[erlang-questions] UTF8 and EDoc

Tomas Abrahamsson <>
Mon Oct 5 21:38:52 CEST 2009


> Ngoc Dao wrote:
>> When I use EDoc library in Erlang R13B02-1 to create document with
>> Japanese characters in the doc comments, there is error:

Richard Carlsson wrote:
> Yes, this is a known problem. The short answer is that the input
> encoding for Erlang source code is defined to be Latin-1. [...]
> What would be needed is something like a \u-escaping preprocessing
> stage, as specified for Java. But then, the tools must also know
> about \u escape sequences and turn them back into the proper code
> point in UTF-8 or whatever.

An option could be to adopt the way it is done in Python:
it (re)uses the editor's encoding declaration. If it finds the text
   -*- coding: utf-8 -*-  or  vim: set fileencoding=utf-8 :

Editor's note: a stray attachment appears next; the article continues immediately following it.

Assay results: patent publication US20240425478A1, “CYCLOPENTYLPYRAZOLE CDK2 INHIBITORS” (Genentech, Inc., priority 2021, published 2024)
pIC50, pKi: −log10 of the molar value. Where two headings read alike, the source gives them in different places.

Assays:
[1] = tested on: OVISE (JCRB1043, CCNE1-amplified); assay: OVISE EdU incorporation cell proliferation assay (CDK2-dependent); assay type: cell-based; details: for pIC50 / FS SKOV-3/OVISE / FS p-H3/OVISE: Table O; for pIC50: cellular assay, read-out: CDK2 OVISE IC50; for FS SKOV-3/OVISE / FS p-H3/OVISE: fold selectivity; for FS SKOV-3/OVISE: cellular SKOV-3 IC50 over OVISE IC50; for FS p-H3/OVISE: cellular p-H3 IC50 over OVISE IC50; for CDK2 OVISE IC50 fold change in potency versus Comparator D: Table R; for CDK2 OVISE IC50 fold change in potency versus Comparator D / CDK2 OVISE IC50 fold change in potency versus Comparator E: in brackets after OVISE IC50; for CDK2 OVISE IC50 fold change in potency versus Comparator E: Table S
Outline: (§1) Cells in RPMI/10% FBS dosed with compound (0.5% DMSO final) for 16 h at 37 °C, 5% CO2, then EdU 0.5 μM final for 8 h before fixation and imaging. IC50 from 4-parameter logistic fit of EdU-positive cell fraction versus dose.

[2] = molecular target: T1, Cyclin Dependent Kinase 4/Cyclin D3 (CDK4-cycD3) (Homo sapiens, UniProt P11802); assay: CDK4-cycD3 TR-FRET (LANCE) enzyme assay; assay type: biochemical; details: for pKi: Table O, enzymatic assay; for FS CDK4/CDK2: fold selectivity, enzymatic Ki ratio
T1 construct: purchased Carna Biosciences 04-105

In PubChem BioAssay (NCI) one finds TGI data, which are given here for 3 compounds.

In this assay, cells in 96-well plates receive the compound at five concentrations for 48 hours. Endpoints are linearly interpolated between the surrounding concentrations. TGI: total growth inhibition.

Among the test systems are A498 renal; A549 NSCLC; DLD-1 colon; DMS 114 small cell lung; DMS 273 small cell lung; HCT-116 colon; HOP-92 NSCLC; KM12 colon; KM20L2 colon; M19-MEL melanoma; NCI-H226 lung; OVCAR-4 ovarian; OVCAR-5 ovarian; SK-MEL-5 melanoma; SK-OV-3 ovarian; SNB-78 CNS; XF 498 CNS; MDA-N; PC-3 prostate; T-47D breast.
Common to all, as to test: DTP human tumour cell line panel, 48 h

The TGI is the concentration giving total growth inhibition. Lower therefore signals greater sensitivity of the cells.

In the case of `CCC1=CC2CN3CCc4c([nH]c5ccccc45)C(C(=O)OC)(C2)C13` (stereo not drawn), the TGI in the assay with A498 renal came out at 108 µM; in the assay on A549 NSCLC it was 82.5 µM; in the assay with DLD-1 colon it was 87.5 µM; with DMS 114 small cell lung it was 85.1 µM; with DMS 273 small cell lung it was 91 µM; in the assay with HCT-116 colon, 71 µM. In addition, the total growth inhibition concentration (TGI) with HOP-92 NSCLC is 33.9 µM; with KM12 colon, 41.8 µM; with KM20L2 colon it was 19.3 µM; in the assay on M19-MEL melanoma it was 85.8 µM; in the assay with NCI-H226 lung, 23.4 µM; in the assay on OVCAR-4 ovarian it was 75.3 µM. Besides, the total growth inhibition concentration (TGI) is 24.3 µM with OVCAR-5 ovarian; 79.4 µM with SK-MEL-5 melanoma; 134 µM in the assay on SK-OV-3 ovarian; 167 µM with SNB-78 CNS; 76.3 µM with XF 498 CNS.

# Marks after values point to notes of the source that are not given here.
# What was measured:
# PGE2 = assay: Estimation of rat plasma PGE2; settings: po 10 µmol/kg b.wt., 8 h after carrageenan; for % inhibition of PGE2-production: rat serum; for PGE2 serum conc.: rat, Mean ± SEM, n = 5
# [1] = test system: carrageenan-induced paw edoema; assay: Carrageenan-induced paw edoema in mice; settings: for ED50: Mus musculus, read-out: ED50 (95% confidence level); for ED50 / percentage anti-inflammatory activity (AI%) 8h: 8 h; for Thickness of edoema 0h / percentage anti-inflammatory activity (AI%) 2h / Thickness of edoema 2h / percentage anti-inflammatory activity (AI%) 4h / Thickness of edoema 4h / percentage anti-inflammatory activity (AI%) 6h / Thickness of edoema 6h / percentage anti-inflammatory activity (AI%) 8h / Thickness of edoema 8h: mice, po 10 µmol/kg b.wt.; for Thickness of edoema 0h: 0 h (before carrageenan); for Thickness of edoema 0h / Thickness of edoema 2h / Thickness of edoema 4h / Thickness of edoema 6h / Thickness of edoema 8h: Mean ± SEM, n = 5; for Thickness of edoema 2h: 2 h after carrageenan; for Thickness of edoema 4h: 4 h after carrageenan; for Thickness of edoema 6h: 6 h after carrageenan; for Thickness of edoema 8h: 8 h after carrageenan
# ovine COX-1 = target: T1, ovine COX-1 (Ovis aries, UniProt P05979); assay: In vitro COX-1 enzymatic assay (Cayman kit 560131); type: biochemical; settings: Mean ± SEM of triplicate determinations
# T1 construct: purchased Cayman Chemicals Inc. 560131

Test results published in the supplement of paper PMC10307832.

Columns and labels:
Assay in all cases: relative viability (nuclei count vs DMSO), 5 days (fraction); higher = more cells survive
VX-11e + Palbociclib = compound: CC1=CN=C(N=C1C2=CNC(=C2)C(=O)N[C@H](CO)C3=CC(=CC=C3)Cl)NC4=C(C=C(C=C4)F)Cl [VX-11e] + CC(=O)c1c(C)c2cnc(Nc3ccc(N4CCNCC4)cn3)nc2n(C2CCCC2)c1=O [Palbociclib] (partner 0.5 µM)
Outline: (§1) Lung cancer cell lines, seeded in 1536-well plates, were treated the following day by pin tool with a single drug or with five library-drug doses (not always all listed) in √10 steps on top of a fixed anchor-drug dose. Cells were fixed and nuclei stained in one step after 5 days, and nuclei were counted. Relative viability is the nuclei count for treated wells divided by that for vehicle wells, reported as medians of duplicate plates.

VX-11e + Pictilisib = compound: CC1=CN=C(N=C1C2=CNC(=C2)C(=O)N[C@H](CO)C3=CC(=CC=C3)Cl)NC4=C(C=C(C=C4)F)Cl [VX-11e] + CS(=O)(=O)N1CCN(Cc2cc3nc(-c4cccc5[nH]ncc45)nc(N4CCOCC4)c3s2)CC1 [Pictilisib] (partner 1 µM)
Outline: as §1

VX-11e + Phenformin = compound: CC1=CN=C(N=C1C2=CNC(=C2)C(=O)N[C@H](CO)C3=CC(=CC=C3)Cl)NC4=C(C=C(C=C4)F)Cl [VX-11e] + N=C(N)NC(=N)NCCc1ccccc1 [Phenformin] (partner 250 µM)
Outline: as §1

on the first or second line of the source file, then it sets
the encoding for the entire source file accordingly. (It also
understands unicode byte-order marks at the beginning
of the file, which apparently makes life easier in editors
on Windows.)

See http://www.python.org/peps/pep-0263.html for details.

An advantage with this scheme seems to be that it fits nicely
with editors. They already know how to handle this.

It would probably require the Erlang compiler, edoc, and other tools
to be modified to know about source file encodings, though.

I suppose that with the \u-escaping, existing tools would continue
to work without modification, but it would be more work for the
programmer to type the text in as \u-seqences, unless editors
already know how to do such a transformation on the fly?

If no such encoding declaration is found, Python assumes ASCII,
but Erlang could maybe assume Latin-1. If Python finds non-ASCII
characters in a file with no encoding declaration, then it spits
out an error like this (wrapped for readability):

  prompt# python /tmp/x.py
    File "/tmp/x.py", line 3
  SyntaxError: Non-ASCII character '\xe5' in file /tmp/x.py on line 3,
  but no encoding declared; see http://www.python.org/peps/pep-0263.html
  for details
  prompt# cat /tmp/
  #! /usr/bin/env python

  print 'åäö'

BRs
Tomas


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